Advanced

Bacterial vaginosis - Transmission, role in genital tract infection and pregnancy outcome: An enigma

Larsson, P G; Bergstrom, M; Forsum, U; Jacobsson, B; Strand, A and Wölner-Hanssen, Pål LU (2005) In Acta Pathologica, Microbiologica et Immunologica Scandinavica (APMIS) 113(4). p.233-245
Abstract
Larsson PG, Bergstrom M. Forsum U, Jacobsson B, Strand A, Wolner-Hanssen P Bacterial vaginosis. Transmission, role in genital tract infection and pregnancy outcome: an enigma. APMIS 2005; 113:233-45. Whether bacterial vaginosis (BV) is acquired from an endogenous or an exogenous source is subject to controversy Despite findings of an association between sexual behaviour and BV some data indicate that BV is not a sexually transmitted infection in the traditional sense, while other data indicate Thai BV is an exogenous infection. A third aspect of BV is its tendency to go unnoticed by affected women. All of this will have a strong impact on how physicians view the risks of asymptomatic BV This review focuses on whether or not BV should be... (More)
Larsson PG, Bergstrom M. Forsum U, Jacobsson B, Strand A, Wolner-Hanssen P Bacterial vaginosis. Transmission, role in genital tract infection and pregnancy outcome: an enigma. APMIS 2005; 113:233-45. Whether bacterial vaginosis (BV) is acquired from an endogenous or an exogenous source is subject to controversy Despite findings of an association between sexual behaviour and BV some data indicate that BV is not a sexually transmitted infection in the traditional sense, while other data indicate Thai BV is an exogenous infection. A third aspect of BV is its tendency to go unnoticed by affected women. All of this will have a strong impact on how physicians view the risks of asymptomatic BV This review focuses on whether or not BV should be regarded as a sexually transmitted infection (STI), its role in postoperative infections and pelvic inflammatory disease (PID), and on whether or not treatment of BV during pregnancy to reduce preterm delivery should be recommended. The reviewed studies do not lend unequivocal support to an endogenous or exogenous transmission of the bacteria present in BV. For women undergoing gynaecological surgery such as therapeutic abortion, the relative risk of postoperative infection is clearly elevated (approx. 2.3-2.8). A weaker association exists between BV and pelvic inflammatory disease. Data on treatment of BV as a way of reducing preterm delivery are inconclusive and do not support recommendations for general treatment of BV during pregnancy. The discrepant associations between BV and preterm birth found in recent studies may be explained by variations in immunological response to BV Genetic polymorphism in the cytokine response - both regarding the TNF alleles and in interleukin production - could make women more or less susceptible to BV, causing different risks of preterm birth. Thus, studies on the vaginal inflammatory response to microbial colonization should be given priority. (Less)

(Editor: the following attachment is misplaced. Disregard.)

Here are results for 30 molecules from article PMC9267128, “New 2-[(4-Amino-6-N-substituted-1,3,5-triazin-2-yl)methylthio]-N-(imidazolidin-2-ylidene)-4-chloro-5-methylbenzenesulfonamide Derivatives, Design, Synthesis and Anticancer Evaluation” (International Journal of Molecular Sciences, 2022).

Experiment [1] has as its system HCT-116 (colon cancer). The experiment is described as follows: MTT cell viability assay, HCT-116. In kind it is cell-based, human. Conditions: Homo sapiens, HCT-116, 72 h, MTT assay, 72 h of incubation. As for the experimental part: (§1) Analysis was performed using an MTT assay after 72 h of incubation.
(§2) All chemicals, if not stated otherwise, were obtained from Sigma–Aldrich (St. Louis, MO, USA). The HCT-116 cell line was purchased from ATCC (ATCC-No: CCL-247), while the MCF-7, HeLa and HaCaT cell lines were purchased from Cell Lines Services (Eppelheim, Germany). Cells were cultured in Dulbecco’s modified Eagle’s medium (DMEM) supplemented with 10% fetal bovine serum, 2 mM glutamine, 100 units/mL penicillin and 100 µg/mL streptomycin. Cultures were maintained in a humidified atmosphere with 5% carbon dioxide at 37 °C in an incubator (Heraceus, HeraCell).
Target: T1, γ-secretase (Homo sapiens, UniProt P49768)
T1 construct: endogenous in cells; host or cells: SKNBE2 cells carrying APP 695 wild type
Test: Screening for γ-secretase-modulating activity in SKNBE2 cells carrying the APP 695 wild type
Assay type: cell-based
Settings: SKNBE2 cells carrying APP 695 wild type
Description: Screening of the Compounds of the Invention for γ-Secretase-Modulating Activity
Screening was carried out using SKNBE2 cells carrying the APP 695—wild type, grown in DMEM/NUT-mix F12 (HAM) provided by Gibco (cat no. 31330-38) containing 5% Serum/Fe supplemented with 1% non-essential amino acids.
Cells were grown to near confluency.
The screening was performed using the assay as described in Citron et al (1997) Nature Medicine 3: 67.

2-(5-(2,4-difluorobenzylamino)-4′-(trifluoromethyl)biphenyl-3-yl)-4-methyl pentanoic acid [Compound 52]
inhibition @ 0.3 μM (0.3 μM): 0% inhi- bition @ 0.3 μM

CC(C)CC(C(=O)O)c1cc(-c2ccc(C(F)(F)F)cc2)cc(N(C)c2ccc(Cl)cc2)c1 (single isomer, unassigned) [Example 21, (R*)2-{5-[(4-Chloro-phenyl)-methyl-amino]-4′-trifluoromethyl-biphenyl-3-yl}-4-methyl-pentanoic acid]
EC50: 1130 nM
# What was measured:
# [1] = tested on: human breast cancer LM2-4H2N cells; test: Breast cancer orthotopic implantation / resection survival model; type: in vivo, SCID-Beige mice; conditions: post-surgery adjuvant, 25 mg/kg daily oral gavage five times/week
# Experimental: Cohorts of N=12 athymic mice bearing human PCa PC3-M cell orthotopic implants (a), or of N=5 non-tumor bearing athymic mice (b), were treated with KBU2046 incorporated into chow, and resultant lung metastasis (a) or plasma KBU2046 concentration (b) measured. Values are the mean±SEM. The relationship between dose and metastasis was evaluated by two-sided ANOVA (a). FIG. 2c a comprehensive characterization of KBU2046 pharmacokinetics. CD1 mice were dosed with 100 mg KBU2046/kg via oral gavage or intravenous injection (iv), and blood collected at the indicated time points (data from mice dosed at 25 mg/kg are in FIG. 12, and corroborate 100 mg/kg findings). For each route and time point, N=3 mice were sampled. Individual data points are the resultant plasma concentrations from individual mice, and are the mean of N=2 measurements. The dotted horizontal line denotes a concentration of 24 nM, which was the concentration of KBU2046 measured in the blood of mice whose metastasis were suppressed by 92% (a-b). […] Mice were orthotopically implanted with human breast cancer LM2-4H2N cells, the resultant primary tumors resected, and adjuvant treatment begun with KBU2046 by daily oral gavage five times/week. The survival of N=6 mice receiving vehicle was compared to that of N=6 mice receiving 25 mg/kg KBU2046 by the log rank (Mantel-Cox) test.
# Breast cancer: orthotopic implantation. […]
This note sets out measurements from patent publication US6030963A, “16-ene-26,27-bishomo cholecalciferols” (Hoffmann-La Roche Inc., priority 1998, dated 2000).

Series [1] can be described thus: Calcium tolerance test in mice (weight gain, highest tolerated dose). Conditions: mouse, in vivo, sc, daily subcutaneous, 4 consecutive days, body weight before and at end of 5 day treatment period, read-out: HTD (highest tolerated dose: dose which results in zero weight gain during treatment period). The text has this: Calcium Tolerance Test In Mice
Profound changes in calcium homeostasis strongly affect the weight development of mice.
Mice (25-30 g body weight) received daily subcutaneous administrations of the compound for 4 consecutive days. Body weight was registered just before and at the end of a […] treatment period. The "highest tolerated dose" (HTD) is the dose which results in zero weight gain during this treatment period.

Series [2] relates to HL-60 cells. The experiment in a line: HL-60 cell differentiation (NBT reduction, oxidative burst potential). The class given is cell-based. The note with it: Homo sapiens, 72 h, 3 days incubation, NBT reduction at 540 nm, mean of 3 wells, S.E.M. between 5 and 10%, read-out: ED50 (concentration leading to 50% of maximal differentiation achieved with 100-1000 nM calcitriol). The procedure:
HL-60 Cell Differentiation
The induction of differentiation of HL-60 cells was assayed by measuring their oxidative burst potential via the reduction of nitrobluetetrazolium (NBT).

Please use this url to cite or link to this publication:
author
organization
publishing date
type
Contribution to journal
publication status
published
subject
keywords